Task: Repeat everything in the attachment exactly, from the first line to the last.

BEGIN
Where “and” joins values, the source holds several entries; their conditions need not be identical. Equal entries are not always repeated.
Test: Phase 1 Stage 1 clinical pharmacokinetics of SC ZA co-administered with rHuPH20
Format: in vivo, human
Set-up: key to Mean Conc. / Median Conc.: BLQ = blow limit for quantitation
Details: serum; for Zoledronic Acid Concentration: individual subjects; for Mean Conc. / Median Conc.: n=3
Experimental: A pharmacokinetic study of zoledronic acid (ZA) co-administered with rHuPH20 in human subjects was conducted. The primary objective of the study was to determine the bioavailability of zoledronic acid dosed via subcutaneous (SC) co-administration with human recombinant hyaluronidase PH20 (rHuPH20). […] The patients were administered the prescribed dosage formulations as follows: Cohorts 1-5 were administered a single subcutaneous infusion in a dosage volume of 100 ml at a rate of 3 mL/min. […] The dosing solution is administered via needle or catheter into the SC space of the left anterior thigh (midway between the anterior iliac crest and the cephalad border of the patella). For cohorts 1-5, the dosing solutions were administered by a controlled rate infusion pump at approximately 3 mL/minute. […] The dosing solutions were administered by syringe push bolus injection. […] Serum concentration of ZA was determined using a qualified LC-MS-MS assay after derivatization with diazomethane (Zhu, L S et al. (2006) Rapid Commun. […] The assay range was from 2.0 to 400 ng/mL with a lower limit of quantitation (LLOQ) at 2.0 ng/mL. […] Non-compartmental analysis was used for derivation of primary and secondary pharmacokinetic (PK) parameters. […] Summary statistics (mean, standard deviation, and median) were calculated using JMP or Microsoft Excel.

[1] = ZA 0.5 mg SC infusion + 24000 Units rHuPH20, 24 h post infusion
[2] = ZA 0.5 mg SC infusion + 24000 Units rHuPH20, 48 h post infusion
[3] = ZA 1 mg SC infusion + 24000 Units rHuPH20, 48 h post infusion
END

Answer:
Where “and” joins values, the source holds several entries; their conditions need not be identical. Equal entries are not always repeated.
Test: Phase 1 Stage 1 clinical pharmacokinetics of SC ZA co-administered with rHuPH20
Format: in vivo, human
Set-up: key to Mean Conc. / Median Conc.: BLQ = blow limit for quantitation
Details: serum; for Zoledronic Acid Concentration: individual subjects; for Mean Conc. / Median Conc.: n=3
Experimental: A pharmacokinetic study of zoledronic acid (ZA) co-administered with rHuPH20 in human subjects was conducted. The primary objective of the study was to determine the bioavailability of zoledronic acid dosed via subcutaneous (SC) co-administration with human recombinant hyaluronidase PH20 (rHuPH20). […] The patients were administered the prescribed dosage formulations as follows: Cohorts 1-5 were administered a single subcutaneous infusion in a dosage volume of 100 ml at a rate of 3 mL/min. […] The dosing solution is administered via needle or catheter into the SC space of the left anterior thigh (midway between the anterior iliac crest and the cephalad border of the patella). For cohorts 1-5, the dosing solutions were administered by a controlled rate infusion pump at approximately 3 mL/minute. […] The dosing solutions were administered by syringe push bolus injection. […] Serum concentration of ZA was determined using a qualified LC-MS-MS assay after derivatization with diazomethane (Zhu, L S et al. (2006) Rapid Commun. […] The assay range was from 2.0 to 400 ng/mL with a lower limit of quantitation (LLOQ) at 2.0 ng/mL. […] Non-compartmental analysis was used for derivation of primary and secondary pharmacokinetic (PK) parameters. […] Summary statistics (mean, standard deviation, and median) were calculated using JMP or Microsoft Excel.

[1] = ZA 0.5 mg SC infusion + 24000 Units rHuPH20, 24 h post infusion
[2] = ZA 0.5 mg SC infusion + 24000 Units rHuPH20, 48 h post infusion
[3] = ZA 1 mg SC infusion + 24000 Units rHuPH20, 48 h post infusion